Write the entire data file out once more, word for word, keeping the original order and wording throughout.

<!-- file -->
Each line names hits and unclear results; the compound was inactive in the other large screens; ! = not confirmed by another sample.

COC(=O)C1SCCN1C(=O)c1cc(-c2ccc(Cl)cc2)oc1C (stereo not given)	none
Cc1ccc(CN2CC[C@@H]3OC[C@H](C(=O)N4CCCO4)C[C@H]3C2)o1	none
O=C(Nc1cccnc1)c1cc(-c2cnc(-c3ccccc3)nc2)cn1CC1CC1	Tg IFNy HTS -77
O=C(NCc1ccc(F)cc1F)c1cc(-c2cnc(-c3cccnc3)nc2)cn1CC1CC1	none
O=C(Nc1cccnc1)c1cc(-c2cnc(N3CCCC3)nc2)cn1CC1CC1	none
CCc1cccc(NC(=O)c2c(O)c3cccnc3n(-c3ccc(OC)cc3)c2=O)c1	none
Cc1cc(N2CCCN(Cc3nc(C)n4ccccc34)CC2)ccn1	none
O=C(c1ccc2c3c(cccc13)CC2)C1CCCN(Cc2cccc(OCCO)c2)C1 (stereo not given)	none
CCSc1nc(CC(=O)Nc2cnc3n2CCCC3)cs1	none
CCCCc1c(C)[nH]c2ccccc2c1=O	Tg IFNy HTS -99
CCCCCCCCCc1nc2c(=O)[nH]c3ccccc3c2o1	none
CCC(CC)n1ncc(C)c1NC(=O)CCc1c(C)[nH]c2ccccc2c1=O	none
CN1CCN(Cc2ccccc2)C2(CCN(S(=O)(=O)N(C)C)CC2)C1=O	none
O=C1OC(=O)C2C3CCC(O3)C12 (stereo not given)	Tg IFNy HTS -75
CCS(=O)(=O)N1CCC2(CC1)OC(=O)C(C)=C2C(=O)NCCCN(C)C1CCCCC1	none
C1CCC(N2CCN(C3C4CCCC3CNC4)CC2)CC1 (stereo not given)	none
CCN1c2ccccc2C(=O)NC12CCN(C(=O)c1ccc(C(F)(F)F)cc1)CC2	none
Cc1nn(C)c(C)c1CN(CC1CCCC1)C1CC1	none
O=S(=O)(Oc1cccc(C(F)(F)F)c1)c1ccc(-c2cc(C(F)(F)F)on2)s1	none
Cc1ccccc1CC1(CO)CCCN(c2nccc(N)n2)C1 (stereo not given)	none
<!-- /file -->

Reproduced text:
Each line names hits and unclear results; the compound was inactive in the other large screens; ! = not confirmed by another sample.

COC(=O)C1SCCN1C(=O)c1cc(-c2ccc(Cl)cc2)oc1C (stereo not given)	none
Cc1ccc(CN2CC[C@@H]3OC[C@H](C(=O)N4CCCO4)C[C@H]3C2)o1	none
O=C(Nc1cccnc1)c1cc(-c2cnc(-c3ccccc3)nc2)cn1CC1CC1	Tg IFNy HTS -77
O=C(NCc1ccc(F)cc1F)c1cc(-c2cnc(-c3cccnc3)nc2)cn1CC1CC1	none
O=C(Nc1cccnc1)c1cc(-c2cnc(N3CCCC3)nc2)cn1CC1CC1	none
CCc1cccc(NC(=O)c2c(O)c3cccnc3n(-c3ccc(OC)cc3)c2=O)c1	none
Cc1cc(N2CCCN(Cc3nc(C)n4ccccc34)CC2)ccn1	none
O=C(c1ccc2c3c(cccc13)CC2)C1CCCN(Cc2cccc(OCCO)c2)C1 (stereo not given)	none
CCSc1nc(CC(=O)Nc2cnc3n2CCCC3)cs1	none
CCCCc1c(C)[nH]c2ccccc2c1=O	Tg IFNy HTS -99
CCCCCCCCCc1nc2c(=O)[nH]c3ccccc3c2o1	none
CCC(CC)n1ncc(C)c1NC(=O)CCc1c(C)[nH]c2ccccc2c1=O	none
CN1CCN(Cc2ccccc2)C2(CCN(S(=O)(=O)N(C)C)CC2)C1=O	none
O=C1OC(=O)C2C3CCC(O3)C12 (stereo not given)	Tg IFNy HTS -75
CCS(=O)(=O)N1CCC2(CC1)OC(=O)C(C)=C2C(=O)NCCCN(C)C1CCCCC1	none
C1CCC(N2CCN(C3C4CCCC3CNC4)CC2)CC1 (stereo not given)	none
CCN1c2ccccc2C(=O)NC12CCN(C(=O)c1ccc(C(F)(F)F)cc1)CC2	none
Cc1nn(C)c(C)c1CN(CC1CCCC1)C1CC1	none
O=S(=O)(Oc1cccc(C(F)(F)F)c1)c1ccc(-c2cc(C(F)(F)F)on2)s1	none
Cc1ccccc1CC1(CO)CCCN(c2nccc(N)n2)C1 (stereo not given)	none